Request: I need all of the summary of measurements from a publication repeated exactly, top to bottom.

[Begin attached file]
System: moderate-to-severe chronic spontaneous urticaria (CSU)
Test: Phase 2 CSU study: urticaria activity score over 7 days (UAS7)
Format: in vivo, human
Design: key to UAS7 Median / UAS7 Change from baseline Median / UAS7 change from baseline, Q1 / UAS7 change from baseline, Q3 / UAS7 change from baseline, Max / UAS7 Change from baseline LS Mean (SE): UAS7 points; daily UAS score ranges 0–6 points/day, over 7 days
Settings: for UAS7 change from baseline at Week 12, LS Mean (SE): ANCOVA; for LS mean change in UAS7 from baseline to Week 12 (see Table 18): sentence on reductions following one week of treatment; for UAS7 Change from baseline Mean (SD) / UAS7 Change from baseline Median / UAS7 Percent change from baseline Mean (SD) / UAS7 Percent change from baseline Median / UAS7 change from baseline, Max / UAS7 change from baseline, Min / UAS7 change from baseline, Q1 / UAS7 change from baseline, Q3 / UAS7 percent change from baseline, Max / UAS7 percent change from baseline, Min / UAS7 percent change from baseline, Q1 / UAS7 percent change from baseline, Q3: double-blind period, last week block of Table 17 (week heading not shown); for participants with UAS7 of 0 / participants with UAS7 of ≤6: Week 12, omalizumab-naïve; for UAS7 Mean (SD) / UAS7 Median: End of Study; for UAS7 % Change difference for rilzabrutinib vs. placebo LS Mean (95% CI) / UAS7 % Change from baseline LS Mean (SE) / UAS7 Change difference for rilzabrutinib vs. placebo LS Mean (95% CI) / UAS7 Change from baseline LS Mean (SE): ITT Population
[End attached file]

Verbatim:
System: moderate-to-severe chronic spontaneous urticaria (CSU)
Test: Phase 2 CSU study: urticaria activity score over 7 days (UAS7)
Format: in vivo, human
Design: key to UAS7 Median / UAS7 Change from baseline Median / UAS7 change from baseline, Q1 / UAS7 change from baseline, Q3 / UAS7 change from baseline, Max / UAS7 Change from baseline LS Mean (SE): UAS7 points; daily UAS score ranges 0–6 points/day, over 7 days
Settings: for UAS7 change from baseline at Week 12, LS Mean (SE): ANCOVA; for LS mean change in UAS7 from baseline to Week 12 (see Table 18): sentence on reductions following one week of treatment; for UAS7 Change from baseline Mean (SD) / UAS7 Change from baseline Median / UAS7 Percent change from baseline Mean (SD) / UAS7 Percent change from baseline Median / UAS7 change from baseline, Max / UAS7 change from baseline, Min / UAS7 change from baseline, Q1 / UAS7 change from baseline, Q3 / UAS7 percent change from baseline, Max / UAS7 percent change from baseline, Min / UAS7 percent change from baseline, Q1 / UAS7 percent change from baseline, Q3: double-blind period, last week block of Table 17 (week heading not shown); for participants with UAS7 of 0 / participants with UAS7 of ≤6: Week 12, omalizumab-naïve; for UAS7 Mean (SD) / UAS7 Median: End of Study; for UAS7 % Change difference for rilzabrutinib vs. placebo LS Mean (95% CI) / UAS7 % Change from baseline LS Mean (SE) / UAS7 Change difference for rilzabrutinib vs. placebo LS Mean (95% CI) / UAS7 Change from baseline LS Mean (SE): ITT Population